• ensure materials used and goods purchased derive, where possible and relevant, from sustainable sources
  • work with catering partners to offer organic and fair-trade food and drink where possible
  • consider the sustainability policies and practices of suppliers and contractors
  • ensure all paper and printed materials for general use are, as a minimum, Forestry Stewardship Council (FSC) certified

Travel and transport

  • encourage the use of public transport by staff and visitors
  • support cycling and car sharing initiatives
  • limit journeys by Museum vehicles to essential operational requirements
  • ensure Museum vehicles are maintained to ensure they run economically
  • consider different transport options when moving objects on loan, whilst ensuring care of collections

Approved by the Museum of London Executive Committee in February 2011

Bandit Lites Strives for 80% Green by December 2011 |

From Justin Lang over at

Here is an interesting story from Bandit Lites in Nashville. With the huge kick to “Go Green”, Bandit Lites has taken it one step further. While most companies are working on ways to develop and manufacturer low energy usage lighting fixtures, Bandit Lites is re-thinking their entire operation, starting with the logo.  To help show that they are serious about the push to go green, Bandit Lites has changed the color of their logo and website to green.  But it doesn’t stop their.  They are also looking at their facilities as well and how to cut down on energy loss and waste as well as cutting back on printed materials and sorting for recycling.

But it doesn’t stop there, what about out on tour.  Bandit Lites has been working with GRNlite to develop energy efficient and affordable LED fixtures. Below is a photo of the LEDs that Bandit and GRNlite have developed.

You can learn more about Bandit Lites GRNlites LED fixtures by visiting their web site at  So why is Bandit Lights pushing so hard to become much more energy efficient by December 2011?  The same reason all of us need to look at our energy usage, to help keep our world here for many years to come.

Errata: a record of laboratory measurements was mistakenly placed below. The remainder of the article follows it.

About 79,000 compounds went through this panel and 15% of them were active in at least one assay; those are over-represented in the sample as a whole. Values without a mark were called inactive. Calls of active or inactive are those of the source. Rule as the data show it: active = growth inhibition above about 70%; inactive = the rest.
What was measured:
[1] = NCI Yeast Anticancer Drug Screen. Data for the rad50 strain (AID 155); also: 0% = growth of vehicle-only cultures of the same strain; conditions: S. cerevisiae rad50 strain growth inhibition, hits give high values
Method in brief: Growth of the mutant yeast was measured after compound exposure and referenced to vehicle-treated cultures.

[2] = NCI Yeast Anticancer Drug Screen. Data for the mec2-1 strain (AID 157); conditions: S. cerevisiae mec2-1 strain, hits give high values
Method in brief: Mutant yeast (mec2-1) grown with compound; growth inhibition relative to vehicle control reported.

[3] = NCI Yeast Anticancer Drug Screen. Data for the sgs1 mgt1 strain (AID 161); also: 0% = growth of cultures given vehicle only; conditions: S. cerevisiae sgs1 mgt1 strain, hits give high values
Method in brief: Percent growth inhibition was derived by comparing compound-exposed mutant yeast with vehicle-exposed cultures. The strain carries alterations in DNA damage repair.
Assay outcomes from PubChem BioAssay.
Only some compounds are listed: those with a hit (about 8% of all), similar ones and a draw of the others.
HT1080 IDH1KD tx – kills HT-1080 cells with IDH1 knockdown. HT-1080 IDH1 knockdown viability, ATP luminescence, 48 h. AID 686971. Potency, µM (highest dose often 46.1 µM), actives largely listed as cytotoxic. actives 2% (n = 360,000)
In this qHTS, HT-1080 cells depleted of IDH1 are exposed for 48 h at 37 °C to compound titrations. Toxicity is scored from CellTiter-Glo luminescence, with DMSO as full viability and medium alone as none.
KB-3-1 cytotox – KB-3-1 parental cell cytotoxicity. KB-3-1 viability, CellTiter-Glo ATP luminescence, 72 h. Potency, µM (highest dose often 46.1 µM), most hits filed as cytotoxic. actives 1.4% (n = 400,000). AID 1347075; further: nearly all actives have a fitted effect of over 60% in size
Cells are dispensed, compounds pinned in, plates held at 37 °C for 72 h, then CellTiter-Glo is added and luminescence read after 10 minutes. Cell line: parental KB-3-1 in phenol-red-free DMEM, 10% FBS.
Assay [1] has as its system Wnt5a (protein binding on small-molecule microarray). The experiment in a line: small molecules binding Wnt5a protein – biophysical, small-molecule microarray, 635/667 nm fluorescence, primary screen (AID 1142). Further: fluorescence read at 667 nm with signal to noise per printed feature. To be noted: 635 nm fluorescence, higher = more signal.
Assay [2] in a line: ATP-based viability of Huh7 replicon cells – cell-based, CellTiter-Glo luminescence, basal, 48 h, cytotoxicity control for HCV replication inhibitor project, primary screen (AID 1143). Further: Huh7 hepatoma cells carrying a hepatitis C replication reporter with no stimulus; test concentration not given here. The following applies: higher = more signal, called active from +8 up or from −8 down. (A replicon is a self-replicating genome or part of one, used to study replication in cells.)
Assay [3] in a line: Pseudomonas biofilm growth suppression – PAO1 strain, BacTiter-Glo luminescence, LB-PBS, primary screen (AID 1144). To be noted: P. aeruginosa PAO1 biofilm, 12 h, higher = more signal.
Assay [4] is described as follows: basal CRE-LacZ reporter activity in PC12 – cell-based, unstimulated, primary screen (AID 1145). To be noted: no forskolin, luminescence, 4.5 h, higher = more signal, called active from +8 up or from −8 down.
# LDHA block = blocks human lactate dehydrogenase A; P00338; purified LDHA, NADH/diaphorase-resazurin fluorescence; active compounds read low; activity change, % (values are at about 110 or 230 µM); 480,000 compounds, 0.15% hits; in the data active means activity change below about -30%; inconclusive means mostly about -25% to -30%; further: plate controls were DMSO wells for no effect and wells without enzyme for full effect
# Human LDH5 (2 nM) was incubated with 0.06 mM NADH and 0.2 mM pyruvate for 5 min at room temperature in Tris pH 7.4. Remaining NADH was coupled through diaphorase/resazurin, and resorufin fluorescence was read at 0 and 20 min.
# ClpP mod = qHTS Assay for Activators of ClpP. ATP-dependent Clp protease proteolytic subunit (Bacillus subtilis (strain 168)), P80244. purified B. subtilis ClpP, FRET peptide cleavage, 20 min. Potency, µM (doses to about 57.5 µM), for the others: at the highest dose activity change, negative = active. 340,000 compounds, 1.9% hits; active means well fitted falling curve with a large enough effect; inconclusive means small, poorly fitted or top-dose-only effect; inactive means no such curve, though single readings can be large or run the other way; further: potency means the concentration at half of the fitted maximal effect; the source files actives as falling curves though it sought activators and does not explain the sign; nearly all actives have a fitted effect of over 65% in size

via Bandit Lites Strives for 80% Green by December 2011 |

Ashden signs up for 10:10

We sign up for 10:10

The Ashden Directory has signed up for 10:10, the collective campaign to reduce carbon emissions by 10% by the end of 2010.

Devised by the team behind Age of Stupid, 10:10 is supporting people and organisations in reducing their use energy in four areas: electricity from the national grid, fossil fuel use on site, road transport and air travel.
We’ll start by calculating our current energy use, see where reductions can be made, and keep track of our progress here on the news page. We are especially interested in the amount of electricity and fossil fuel use involved in supporting the internet, and in finding out how we might calculate the effects of our usage, and if possible reduce it. Beyond that, we are three people working part-time from our own homes. Any meetings are arranged to coincide with other purposes, and most journeys are by train. And, as shown in our video conference for ‘Earth Matters Onstage’ in Eugene Oregon, we are working on how more and different connections can be made without flying. We will start talking with the companies listed on the Directory, to see how they are reducing their energy usage. More on our progress here soon.